Wellingborough teenager climbs Snowdon just weeks after cancer all-clear

Connor climbing Mount Snowdon.

Connor climbing Mount Snowdon.

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A Wellingborough teenager has raised almost £5,000 for charity after climbing Mount Snowdon – just six weeks after being given the all-clear from cancer.

Connor Mulcahy, 18, raised £4,900 for the Teenage Cancer Trust after he was treated on a specialist unit at Nottingham’s Queen’s Medical Centre.

Connor in hospital.

Connor in hospital.

Connor was diagnosed with non-Hodgkin’s lymphoma when he was 17 after experiencing extreme tiredness, loss of appetite and waking up with swelling to his face.

After his symptoms got worse his concerned GP sent him to the hospital. Following several weeks of tests he was given his diagnosis.

He endured six rounds of chemotherapy, which kept him in hospital over Christmas and into January, and decided to take on the challenge to push himself to get back to his old strength.

He also saw the challenge as an opportunity to give something back to the nurses and staff who had helped him through the difficult time.

Connor said: “All the nurses on ward E39 are my and many others’ heroes.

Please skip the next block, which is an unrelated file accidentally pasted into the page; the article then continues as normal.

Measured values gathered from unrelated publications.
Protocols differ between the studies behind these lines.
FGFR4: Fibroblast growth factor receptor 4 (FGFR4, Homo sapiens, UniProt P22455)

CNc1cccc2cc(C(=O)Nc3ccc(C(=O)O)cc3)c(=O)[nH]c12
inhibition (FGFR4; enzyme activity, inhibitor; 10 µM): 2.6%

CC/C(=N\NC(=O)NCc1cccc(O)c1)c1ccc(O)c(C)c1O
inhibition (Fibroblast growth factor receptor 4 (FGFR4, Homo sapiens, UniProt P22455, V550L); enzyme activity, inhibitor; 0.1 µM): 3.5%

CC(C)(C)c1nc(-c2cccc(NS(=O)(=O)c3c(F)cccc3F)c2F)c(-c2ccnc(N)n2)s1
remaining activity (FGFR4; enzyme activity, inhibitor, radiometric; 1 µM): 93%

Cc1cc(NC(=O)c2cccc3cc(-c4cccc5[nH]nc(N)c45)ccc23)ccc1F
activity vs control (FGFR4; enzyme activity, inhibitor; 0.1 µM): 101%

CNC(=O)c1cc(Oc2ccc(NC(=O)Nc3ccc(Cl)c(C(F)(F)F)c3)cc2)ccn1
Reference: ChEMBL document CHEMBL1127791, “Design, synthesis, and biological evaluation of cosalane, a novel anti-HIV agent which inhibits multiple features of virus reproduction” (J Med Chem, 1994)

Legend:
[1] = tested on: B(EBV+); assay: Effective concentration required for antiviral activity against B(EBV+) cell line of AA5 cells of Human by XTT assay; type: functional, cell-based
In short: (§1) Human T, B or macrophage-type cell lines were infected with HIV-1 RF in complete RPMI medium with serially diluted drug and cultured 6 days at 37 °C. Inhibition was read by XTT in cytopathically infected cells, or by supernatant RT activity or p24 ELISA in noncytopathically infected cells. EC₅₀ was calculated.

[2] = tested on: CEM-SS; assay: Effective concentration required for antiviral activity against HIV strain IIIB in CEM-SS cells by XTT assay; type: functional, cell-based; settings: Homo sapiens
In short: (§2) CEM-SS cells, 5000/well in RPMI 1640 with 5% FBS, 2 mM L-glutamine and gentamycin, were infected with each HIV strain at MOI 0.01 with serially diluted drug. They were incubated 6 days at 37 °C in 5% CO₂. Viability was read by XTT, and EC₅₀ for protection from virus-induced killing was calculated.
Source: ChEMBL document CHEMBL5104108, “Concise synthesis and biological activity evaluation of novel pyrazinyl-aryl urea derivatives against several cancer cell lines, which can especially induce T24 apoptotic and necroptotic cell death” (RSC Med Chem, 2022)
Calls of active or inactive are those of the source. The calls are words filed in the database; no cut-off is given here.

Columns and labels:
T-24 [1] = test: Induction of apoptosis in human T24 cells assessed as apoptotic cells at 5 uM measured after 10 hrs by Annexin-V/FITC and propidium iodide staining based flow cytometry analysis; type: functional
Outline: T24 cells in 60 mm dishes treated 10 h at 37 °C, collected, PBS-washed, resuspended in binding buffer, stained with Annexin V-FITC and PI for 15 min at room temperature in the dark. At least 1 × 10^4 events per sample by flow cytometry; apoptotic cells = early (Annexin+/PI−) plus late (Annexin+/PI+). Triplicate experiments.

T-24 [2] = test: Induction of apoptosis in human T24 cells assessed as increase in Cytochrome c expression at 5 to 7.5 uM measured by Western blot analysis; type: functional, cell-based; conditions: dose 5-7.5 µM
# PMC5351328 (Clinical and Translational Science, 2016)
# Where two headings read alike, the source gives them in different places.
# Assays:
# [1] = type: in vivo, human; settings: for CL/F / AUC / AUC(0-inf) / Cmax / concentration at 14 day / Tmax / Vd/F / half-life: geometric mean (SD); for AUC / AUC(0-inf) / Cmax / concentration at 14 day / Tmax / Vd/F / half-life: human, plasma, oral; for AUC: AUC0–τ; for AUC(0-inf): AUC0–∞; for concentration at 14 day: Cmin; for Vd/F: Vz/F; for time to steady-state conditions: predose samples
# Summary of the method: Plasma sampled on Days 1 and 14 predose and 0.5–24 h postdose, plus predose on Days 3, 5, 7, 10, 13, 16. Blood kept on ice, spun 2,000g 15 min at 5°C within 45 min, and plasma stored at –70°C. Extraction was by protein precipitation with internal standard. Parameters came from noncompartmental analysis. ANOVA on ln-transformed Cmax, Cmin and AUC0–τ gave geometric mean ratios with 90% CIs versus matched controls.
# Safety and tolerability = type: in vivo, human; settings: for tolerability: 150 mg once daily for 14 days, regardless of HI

“I wanted to thank them for everything they did.

“I was determined to stay positive.

“Thoughts raced through my mind about how this was going to affect my life and my future, but I knew I was lucky to have my family and friends to support me and I was in the right place to be treated.”

Connor heaped praise on the facilities available to him which helped him ‘escape from everything’.

He added: “The Teenage Cancer Trust unit was so nice, it didn’t feel like a hospital.

“To have stuff like a games room and a place for visitors was such a huge benefit.

“It helps you escape from everything.”

The Teenage Cancer Trust works in partnership with the NHS to ensure young people don’t face cancer alone.

The charity currently helps half of 13 to 24 year olds diagnosed in the UK, and is rolling out a unique nursing and support programme to reach all young people with cancer.